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      Phenology and phylogeny of Hyalomma spp. ticks infesting one-humped camels ( Camelus dromedarius) in the Tunisian Saharan bioclimatic zone Translated title: Phénologie et phylogénie des tiques Hyalomma spp. infestant les dromadaires ( Camelus dromedarius) dans la zone bioclimatique saharienne tunisienne

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          Abstract

          In this study, we report the results of a survey of Hyalomma ticks infesting one-humped camels in southern Tunisia. Examinations were conducted every second or third month on 406 camels in Tataouine district from April 2018 to October 2019. A total of 1902 ticks belonging to the genus Hyalomma were collected. The ticks were identified as adult H. impeltatum (41.1%; n = 782), H. dromedarii (32.9%; n = 626), H. excavatum (25.9%; n = 493), and H. marginatum for a single specimen. Although the camels were infested by ticks throughout the year, the highest overall infestation prevalence was observed in April 2018 ( p < 0.01). The overall infestation intensity varied between 2.7 and 7.4 ticks/animal. There were no statistically significant differences in tick infestation prevalence based on age categories of the camels, and the overall infestation prevalence was between 82.7% and 97.4%. Female camels were significantly more infested with ticks (88.3%) than males (65.5%) ( p < 0.01). The infestation prevalence of camels varied significantly according to the region where sampling took place ( p < 0.01), but no correlations were found with abiotic factors. The preferred attachment sites for adult Hyalomma ticks were the sternum (38.3%; n = 729/1902), around the anus (36.2%; n = 689/1902), udder (18.4%; n = 350/1902), and inner thigh (6.9%; n = 132/1902). Morphological classification of ticks was corroborated by sequencing the cytochrome c oxidase I ( Cox1) and 16S rDNA genes, and these sequences were also used to infer phylogenetic relationships. A single H. dromedarii seemed to be a natural hybrid with H. rufipes. More attention should be devoted by the veterinary services to the infestation of camels by ticks.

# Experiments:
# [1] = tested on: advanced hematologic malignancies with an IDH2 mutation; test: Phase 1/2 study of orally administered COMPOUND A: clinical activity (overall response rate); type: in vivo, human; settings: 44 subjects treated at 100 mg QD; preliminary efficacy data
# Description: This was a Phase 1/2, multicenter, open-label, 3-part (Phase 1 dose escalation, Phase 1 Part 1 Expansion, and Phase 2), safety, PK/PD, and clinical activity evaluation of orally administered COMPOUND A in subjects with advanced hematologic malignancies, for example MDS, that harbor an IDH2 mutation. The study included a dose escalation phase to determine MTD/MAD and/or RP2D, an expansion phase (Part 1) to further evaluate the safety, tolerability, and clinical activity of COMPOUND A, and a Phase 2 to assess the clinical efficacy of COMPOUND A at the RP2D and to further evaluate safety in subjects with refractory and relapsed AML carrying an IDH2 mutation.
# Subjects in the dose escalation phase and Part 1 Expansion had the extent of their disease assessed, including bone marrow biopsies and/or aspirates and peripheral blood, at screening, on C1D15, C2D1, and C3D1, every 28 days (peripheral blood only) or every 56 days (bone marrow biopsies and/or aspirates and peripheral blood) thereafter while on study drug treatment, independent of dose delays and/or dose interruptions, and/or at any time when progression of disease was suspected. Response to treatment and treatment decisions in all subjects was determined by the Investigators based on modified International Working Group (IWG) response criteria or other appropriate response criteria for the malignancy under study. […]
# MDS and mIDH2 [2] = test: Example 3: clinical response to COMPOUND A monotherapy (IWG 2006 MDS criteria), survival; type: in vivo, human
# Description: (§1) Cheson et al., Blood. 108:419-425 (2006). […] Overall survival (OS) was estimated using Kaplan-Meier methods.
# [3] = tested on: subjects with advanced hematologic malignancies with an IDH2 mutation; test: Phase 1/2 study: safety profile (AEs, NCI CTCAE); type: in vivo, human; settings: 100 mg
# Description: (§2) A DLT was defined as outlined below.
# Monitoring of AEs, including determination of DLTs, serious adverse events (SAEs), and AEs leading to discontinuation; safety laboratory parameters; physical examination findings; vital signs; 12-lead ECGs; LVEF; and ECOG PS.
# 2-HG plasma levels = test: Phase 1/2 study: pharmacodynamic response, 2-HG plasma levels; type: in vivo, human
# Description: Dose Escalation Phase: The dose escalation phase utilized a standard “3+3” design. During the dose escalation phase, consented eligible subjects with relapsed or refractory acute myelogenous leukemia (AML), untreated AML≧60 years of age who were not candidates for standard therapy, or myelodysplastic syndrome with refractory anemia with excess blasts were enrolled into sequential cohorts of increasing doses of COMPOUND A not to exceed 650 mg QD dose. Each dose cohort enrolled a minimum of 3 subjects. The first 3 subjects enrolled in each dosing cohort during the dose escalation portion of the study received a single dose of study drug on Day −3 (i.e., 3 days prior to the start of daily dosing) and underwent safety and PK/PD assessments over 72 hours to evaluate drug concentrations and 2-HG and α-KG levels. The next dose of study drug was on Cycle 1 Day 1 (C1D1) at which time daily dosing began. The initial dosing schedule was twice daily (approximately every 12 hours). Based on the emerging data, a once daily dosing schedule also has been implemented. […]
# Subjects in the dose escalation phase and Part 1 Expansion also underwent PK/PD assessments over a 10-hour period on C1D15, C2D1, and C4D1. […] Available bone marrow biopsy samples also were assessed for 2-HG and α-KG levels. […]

Translated abstract

          Dans cette étude, les résultats d’une enquête concernant les tiques Hyalomma infestant les dromadaires dans le sud de la Tunisie sont présentés. Des examens ont été menés tous les deux ou trois mois sur 406 dromadaires dans le district de Tataouine entre avril 2018 et octobre 2019. Au total, 1902 tiques appartenant au genre Hyalomma ont été collectées. Les tiques adultes ont été identifiées comme H. impeltatum (41,1 % ; n = 782), H. dromedarii (32,9 % ; n = 626), H. excavatum (25,9 % ; n = 493) et un seul spécimen de H. marginatum. Bien que les dromadaires aient été infestés par les tiques tout au long de l’année, la prévalence globale d’infestation la plus élevée a été observée en avril 2018 ( p < 0,01). L’intensité globale d’infestation variait entre 2,7 et 7,4 tiques/animal. Il n’y avait pas de différence statistiquement significative de l’infestation par les tiques en fonction des catégories d’âge des dromadaires, et la prévalence globale d’infestation se situait entre 82,7 et 97,4 %. Les dromadaires femelles étaient significativement plus infestés par les tiques (88,3 %) que les mâles (65,5 %) ( p < 0,01). La prévalence d’infestation variait significativement en fonction des régions ( p < 0.01) mais il n’y avait pas de corrélation avec les facteurs abiotiques. Les sites de fixation préférés des tiques Hyalomma adultes étaient le sternum (38,3 % ; n = 729/1902), autour de l’anus (36,2 % ; n = 689/1902), la mamelle (18,4 % ; n = 350/1902) et la face interne de la cuisse (6,9 % ; n = 132/1902). La classification morphologique a été corroborée par le séquençage des gènes de l’ADNr du cytochrome c oxydase I ( Cox1) et du 16S, et ces séquences ont également été utilisées pour déduire les relations phylogénétiques. Un seul spécimen de H. dromedarii semblait être un hybride naturel avec H. rufipes. Une plus grande attention doit être accordée par les services vétérinaires quant à l’infestation des dromadaires par les tiques.